Using the Samsung Smartthings application, you can pair your speakers once they’re up and running. From there, you can connect up the pipes to Alexa and your favorite music streaming services. There aren’t many settings to change here (input/volume/a few pre-set sound modes) but if you want to go beyond that, you’ll need to use the included remote and the screen on the soundbar.
This is a bit of a miss…forcing you to use the tiny screen on the device to manage settings like treble and bass is frankly a bit goofy. It’s not clear why these can’t be handled in the app. But these are settings you shouldn’t have to mess with very often, so this isn’t a huge gripe.
When everything is working correctly and the sounds are bouncing off the ceiling and walls as expected, this unit performs extremely well. It’s such a big configuration, with so many channels, you really do get that full soundscape effect of Dolby Atmos/DTS:X. It’s very immersive, and you can clearly hear the discrete channels from each speaker if you try to.
In a space that’s not optimized for the bouncing sounds, you do lose a little of that immersion and cleanness. And in that kind of use case, where the soundbar isn’t able to really control the sound and wrangle everything together, it starts to reveal how much thumpier the subwoofer could be, and how tinny-edged the sound from the satellite speakers is. Alone, these speakers show their weaknesses.
They need the soundbar to connect everything together acoustically, so a space that doesn’t allow the reflections off side-walls and ceilings as planned is going to reveal that more clearly. But these are small issues. In a room that is boxy and ready to play ball with these speakers in the way Samsung has designed them, the effect truly is incredible, rivaling the theater audio experience.
This is a really great and capable surround sound unit. It has an incredible soundstage in which you can actually hear the individual channels, and that’s true for the 3D object-based Atmos and DTS:X streams too. This is really impressive and immersive. The HDMI eARC is a great creature comfort, minimizing the number of remotes and allowing you to use your TV normally.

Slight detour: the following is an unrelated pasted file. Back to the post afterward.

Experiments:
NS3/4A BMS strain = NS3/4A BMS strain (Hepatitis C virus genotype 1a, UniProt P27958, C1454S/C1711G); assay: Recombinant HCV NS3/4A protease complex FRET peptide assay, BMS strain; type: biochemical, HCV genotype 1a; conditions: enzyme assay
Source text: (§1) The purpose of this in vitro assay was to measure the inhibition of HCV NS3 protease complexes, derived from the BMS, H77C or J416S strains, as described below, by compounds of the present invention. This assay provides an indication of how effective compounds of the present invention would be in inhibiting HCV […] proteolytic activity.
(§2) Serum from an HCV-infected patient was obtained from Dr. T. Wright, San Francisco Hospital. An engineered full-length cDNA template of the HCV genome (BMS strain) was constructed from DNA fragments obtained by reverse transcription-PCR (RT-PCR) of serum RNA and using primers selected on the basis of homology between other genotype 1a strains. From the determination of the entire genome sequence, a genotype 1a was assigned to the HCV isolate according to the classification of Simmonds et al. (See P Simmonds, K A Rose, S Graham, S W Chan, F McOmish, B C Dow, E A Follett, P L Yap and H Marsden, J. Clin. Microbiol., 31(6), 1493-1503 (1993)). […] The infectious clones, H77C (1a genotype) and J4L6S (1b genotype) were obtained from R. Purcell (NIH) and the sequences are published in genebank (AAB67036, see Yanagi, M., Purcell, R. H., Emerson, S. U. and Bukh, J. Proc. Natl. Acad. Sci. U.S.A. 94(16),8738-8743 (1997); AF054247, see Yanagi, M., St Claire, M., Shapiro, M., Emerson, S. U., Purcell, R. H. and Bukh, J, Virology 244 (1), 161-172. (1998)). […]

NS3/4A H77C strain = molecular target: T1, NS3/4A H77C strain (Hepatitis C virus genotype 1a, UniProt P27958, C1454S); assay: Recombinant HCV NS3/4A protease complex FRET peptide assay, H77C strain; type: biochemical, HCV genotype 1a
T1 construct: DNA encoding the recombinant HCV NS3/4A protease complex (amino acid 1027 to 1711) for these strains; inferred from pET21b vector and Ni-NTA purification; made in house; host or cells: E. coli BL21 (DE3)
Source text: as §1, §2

Inclusion of Alexa is a nice touch, giving it that much more functionality, and the back-end, Samsung’s Smartthings app, gives you just enough control to make you feel like you can play whatever you want on your sound system at basically any time. The goal is a unit that “just works” without much tinkering, and this unit really delivers on that functionality.
The software does leave some big things to be desired. If you’re like me and you goofed up a little bit on the install, and then had to figure out the pairing process, you’ll know it’s an absolute pain. And the forums show that some users actually can’t get their speakers to pair at all. The hardware looks premium, but the software screams “gen 1” with some of these bugs which are unexcusable at the price point.
And I know I’ve bragged on the soundstage of this system, but there are some times–notably when going from a loud scene right into another where people are talking–that it struggles to bridge the gap from loud to quiet in a way that preserves the audio quality. Sometimes you have to turn the volume up when people are speaking, then turn it way down when the action starts again, and there’s no direct way to address this balancing issue in the software.
And this is a great example of the main issue with this soundbar. The balance issue described above is a classic example of what you’d use fine-tuning controls in the app to fix, and Samsung has chosen to simply not include those controls. And without an automated room-calibration tool, this leads to a perfect storm of frustration.
Even using the comically small screen on the soundbar to try and tweak some things is a fools errand…it’s just too silly of a screen to get anything done on. And even if the screen was bigger, you have to go up to the soundbar every time you want to make a change. This means you have to make a tweak, go sit back down and listen to how it sounds, get up to make another tweak, etc..
Our Recommendation: Wait for a Price Drop
At time of writing, the price of $1,600 is too high for this unit. Although it delivers on the sound quality, the software issues (namely the lack of fine tuning controls on the app) lead to a beautiful, capable set of equipment that you can’t ever get just right. Prices will come down and, more importantly, in time Samsung may make the software better, so waiting for a price drop here means you may get a better unit in the end too.